As a child, I adored Bach’s Brandenburg Concerti, especially No.4. Today’s poem, prompted by Rowan Williams’ poetic tribute to Bach’s Cello suites, takes that magnificent and rich piece as its inspiration – as well as its composer, for whom music existed “for giving honour to God and for the permissible delight of the soul”.


Concerto No.4 (After “Bach for the Cello”)
Polyphony dances the three-in-one’s consummate joy.
Staves undulate, conflicting as the cantor
gathers multiples together.
Where strings’ thrum and wood’s wind intersect,
there the rejoicing ordinary is captured,
beneath manifold sound:
Mourning and marriage run deep together;
necessity, glory, a prince’s pleasure,
all find common, circling breath,
interweaving soft as light,
The soul’s delight.


Bach for the Cello – Rowan Williams
By mathematics we shall come to heaven.
This page the door of God’s academy
for the geometer.
Where the pale lines involve a continent,
transcribe the countryside of formal light,
kindle with friction.
Passion will scorch deep in these sharp canals:
under the level moon, desire runs fast,
the flesh aches on its string,
without consummation,
Without loss.
(From The Poems of Rowan Williams, Grand Rapids: Wm Eerdmans, 2002)

Sprawl: For Les Murray (and Bach)

Kopie vonThomaskirche Leipzig

February is a short month, and so sadly I am having to speed up our journey through Les Murray’s poetry. My final poem for the month is an original work written in response to this interview with Murray from Image (Winter 2009-10) as well as Murray’s own description, in a personal letter, of his visit to a Lutheran church in Leipzig. My poem also draws on a number of Murray’s own poems. I’ll leave the eagle-eyed to find which ones, but the direct quotes from Murray are all in italics, to show they aren’t my own words. All in all, it’s a tribute to a man whose philosophy I do not wholly agree with yet always find compelling.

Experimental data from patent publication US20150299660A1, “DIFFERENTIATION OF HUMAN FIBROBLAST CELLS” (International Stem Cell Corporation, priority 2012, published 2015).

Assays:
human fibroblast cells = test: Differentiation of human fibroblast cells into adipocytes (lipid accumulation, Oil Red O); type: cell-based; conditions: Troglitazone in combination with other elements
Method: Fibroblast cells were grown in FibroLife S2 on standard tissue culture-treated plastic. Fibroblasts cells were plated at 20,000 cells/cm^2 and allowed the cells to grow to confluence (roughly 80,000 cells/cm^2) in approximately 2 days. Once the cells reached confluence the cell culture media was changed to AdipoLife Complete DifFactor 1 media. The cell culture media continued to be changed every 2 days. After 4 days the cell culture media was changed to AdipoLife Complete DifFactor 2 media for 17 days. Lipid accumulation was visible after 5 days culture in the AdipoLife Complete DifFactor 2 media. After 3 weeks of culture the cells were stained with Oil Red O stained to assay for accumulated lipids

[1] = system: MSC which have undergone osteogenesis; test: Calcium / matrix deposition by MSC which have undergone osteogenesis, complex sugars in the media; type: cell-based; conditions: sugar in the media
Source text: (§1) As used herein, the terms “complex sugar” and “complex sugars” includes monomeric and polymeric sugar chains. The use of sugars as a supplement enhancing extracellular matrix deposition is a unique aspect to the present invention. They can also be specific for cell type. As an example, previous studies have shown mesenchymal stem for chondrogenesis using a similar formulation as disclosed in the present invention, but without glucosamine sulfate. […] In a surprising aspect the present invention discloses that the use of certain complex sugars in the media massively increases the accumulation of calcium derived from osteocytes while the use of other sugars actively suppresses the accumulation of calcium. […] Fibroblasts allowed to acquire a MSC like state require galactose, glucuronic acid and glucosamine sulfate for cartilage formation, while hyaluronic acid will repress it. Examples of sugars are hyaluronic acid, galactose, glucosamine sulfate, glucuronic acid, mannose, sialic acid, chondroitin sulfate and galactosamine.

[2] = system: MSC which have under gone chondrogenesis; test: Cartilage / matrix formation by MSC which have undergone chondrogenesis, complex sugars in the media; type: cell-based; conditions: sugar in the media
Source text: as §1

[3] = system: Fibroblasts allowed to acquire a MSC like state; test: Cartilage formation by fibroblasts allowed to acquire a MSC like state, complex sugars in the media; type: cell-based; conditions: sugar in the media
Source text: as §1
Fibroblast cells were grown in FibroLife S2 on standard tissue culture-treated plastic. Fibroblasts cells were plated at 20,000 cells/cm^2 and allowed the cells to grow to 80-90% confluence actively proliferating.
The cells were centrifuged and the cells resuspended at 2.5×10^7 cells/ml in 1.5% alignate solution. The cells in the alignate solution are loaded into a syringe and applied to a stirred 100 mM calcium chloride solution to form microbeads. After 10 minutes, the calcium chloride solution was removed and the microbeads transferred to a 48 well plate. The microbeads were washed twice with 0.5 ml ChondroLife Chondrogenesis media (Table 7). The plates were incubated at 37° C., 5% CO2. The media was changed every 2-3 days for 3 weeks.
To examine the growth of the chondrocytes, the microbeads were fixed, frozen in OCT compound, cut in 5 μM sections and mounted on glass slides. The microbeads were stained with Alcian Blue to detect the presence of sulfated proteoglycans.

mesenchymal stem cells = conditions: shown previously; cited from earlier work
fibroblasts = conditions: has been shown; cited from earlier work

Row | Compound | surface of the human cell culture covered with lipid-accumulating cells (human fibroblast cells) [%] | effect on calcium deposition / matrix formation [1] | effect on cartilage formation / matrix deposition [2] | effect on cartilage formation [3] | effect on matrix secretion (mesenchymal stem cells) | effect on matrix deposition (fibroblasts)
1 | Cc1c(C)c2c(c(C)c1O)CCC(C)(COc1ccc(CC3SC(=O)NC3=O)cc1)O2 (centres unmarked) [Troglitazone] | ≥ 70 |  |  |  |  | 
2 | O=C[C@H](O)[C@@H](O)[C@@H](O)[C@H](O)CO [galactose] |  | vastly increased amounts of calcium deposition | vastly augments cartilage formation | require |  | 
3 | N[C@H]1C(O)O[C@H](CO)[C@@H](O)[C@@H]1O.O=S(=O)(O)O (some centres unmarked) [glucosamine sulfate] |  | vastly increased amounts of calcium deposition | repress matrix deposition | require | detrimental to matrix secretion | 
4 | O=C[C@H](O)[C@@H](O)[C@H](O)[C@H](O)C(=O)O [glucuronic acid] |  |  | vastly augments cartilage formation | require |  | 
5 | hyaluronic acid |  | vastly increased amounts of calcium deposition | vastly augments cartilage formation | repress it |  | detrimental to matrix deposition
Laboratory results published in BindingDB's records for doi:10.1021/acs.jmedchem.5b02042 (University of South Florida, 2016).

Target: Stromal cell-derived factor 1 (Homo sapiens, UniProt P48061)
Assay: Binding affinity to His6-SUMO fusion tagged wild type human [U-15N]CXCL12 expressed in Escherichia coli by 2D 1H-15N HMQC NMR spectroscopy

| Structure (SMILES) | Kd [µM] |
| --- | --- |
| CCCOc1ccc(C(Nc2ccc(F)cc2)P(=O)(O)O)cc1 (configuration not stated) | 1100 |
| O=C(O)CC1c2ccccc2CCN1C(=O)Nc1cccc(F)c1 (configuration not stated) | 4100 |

Sprawl: For Les Murray

God, at the end of prose,
somehow be our poem –
(Les Murray, “You Find You Can Leave It All”)

No pinched-arse Puritan, you could walk, I 
into the church in Leipzig with J.S. Bach 
                              thundering away,
differing perhaps in dogma yet relishing the 
                              plenitude of song.

What did you hear that day in St. Thomas’?
Some mighty Cantata? The gospel set to words, to
set to heart again? The world, you said once,

reverberates with Muzak and Prozac. The mind 
some analgesic sound to cool the air; yet souls 
                              desire organs.
Yours that day resounded with the thump and hum 
                              of what,

when Reformations raged, was controversy:
the heavens, all seemed to agree, will roar with
                           voice and instrument,
yet some still debate where earthly Temple-lines
                              are drawn.

Heaven invades earth as molecules of grace; yet 
                              to you
the Presence has always been Real: enacted in 
passed hand to hand, and in sprawl

of shirtsleeve nobility, giving with no thought 
                              of reprise,
no heed of destiny. Whispered in poetic diction,
felt, danced and dreamed, God breaks the banks

of hearts sunk enough to receive Him, who
enter church, not to proclaim what’s already 
but in desperate, grateful hopes of being wrong.